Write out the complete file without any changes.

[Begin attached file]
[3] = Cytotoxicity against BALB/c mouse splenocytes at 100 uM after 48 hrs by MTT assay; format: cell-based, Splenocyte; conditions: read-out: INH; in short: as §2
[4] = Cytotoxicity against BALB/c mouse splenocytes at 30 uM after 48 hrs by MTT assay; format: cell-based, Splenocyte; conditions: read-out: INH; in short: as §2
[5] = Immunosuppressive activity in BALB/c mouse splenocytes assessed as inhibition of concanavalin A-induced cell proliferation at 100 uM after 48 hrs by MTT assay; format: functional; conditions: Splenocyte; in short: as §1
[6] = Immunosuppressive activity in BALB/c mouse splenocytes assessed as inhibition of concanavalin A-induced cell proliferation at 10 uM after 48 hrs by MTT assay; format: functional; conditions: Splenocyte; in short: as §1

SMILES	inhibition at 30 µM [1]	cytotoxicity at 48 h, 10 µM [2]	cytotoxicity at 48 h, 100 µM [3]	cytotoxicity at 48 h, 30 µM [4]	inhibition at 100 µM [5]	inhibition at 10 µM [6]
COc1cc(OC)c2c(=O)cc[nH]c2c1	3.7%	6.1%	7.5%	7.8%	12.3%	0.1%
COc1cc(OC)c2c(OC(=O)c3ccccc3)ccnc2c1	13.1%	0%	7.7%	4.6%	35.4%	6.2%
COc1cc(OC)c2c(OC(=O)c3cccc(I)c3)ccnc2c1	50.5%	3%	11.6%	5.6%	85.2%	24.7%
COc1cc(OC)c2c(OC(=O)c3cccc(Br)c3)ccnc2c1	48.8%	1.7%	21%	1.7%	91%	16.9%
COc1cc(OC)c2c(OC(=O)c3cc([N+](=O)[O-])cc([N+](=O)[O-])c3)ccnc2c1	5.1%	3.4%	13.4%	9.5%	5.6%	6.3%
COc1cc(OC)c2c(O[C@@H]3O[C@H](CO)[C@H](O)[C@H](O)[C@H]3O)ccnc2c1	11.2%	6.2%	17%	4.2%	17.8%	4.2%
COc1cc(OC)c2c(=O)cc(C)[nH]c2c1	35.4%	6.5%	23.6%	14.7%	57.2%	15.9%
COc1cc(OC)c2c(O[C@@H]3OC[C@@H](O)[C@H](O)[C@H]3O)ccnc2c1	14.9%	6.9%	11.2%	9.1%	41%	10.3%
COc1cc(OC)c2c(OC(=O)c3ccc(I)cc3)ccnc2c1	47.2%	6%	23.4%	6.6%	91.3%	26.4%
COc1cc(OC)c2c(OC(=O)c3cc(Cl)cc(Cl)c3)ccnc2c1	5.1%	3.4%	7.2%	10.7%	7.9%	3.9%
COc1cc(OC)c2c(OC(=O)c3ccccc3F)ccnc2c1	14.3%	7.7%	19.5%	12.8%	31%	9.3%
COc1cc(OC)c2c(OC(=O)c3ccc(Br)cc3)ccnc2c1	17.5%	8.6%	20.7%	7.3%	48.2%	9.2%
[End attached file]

[3] = Cytotoxicity against BALB/c mouse splenocytes at 100 uM after 48 hrs by MTT assay; format: cell-based, Splenocyte; conditions: read-out: INH; in short: as §2
[4] = Cytotoxicity against BALB/c mouse splenocytes at 30 uM after 48 hrs by MTT assay; format: cell-based, Splenocyte; conditions: read-out: INH; in short: as §2
[5] = Immunosuppressive activity in BALB/c mouse splenocytes assessed as inhibition of concanavalin A-induced cell proliferation at 100 uM after 48 hrs by MTT assay; format: functional; conditions: Splenocyte; in short: as §1
[6] = Immunosuppressive activity in BALB/c mouse splenocytes assessed as inhibition of concanavalin A-induced cell proliferation at 10 uM after 48 hrs by MTT assay; format: functional; conditions: Splenocyte; in short: as §1

SMILES	inhibition at 30 µM [1]	cytotoxicity at 48 h, 10 µM [2]	cytotoxicity at 48 h, 100 µM [3]	cytotoxicity at 48 h, 30 µM [4]	inhibition at 100 µM [5]	inhibition at 10 µM [6]
COc1cc(OC)c2c(=O)cc[nH]c2c1	3.7%	6.1%	7.5%	7.8%	12.3%	0.1%
COc1cc(OC)c2c(OC(=O)c3ccccc3)ccnc2c1	13.1%	0%	7.7%	4.6%	35.4%	6.2%
COc1cc(OC)c2c(OC(=O)c3cccc(I)c3)ccnc2c1	50.5%	3%	11.6%	5.6%	85.2%	24.7%
COc1cc(OC)c2c(OC(=O)c3cccc(Br)c3)ccnc2c1	48.8%	1.7%	21%	1.7%	91%	16.9%
COc1cc(OC)c2c(OC(=O)c3cc([N+](=O)[O-])cc([N+](=O)[O-])c3)ccnc2c1	5.1%	3.4%	13.4%	9.5%	5.6%	6.3%
COc1cc(OC)c2c(O[C@@H]3O[C@H](CO)[C@H](O)[C@H](O)[C@H]3O)ccnc2c1	11.2%	6.2%	17%	4.2%	17.8%	4.2%
COc1cc(OC)c2c(=O)cc(C)[nH]c2c1	35.4%	6.5%	23.6%	14.7%	57.2%	15.9%
COc1cc(OC)c2c(O[C@@H]3OC[C@@H](O)[C@H](O)[C@H]3O)ccnc2c1	14.9%	6.9%	11.2%	9.1%	41%	10.3%
COc1cc(OC)c2c(OC(=O)c3ccc(I)cc3)ccnc2c1	47.2%	6%	23.4%	6.6%	91.3%	26.4%
COc1cc(OC)c2c(OC(=O)c3cc(Cl)cc(Cl)c3)ccnc2c1	5.1%	3.4%	7.2%	10.7%	7.9%	3.9%
COc1cc(OC)c2c(OC(=O)c3ccccc3F)ccnc2c1	14.3%	7.7%	19.5%	12.8%	31%	9.3%
COc1cc(OC)c2c(OC(=O)c3ccc(Br)cc3)ccnc2c1	17.5%	8.6%	20.7%	7.3%	48.2%	9.2%